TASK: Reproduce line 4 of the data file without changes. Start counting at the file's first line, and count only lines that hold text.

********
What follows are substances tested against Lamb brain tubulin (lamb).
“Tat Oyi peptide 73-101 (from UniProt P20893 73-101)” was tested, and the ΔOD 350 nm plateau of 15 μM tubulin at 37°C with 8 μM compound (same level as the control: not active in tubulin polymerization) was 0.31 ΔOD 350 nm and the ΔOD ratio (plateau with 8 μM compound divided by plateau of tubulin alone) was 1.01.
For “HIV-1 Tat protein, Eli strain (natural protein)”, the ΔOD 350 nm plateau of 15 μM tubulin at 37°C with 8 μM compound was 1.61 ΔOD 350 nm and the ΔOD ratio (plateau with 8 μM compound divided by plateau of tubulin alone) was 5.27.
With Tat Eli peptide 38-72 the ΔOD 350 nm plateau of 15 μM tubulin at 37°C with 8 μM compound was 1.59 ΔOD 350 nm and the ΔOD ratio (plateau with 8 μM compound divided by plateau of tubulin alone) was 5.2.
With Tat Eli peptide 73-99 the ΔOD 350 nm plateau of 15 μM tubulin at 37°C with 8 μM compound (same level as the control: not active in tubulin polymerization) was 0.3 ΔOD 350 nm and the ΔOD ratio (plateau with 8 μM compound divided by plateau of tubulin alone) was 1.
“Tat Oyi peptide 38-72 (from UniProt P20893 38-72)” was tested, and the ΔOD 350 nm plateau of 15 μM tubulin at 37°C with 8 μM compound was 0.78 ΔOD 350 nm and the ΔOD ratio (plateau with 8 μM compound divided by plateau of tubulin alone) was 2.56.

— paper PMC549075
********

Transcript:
With Tat Eli peptide 38-72 the ΔOD 350 nm plateau of 15 μM tubulin at 37°C with 8 μM compound was 1.59 ΔOD 350 nm and the ΔOD ratio (plateau with 8 μM compound divided by plateau of tubulin alone) was 5.2.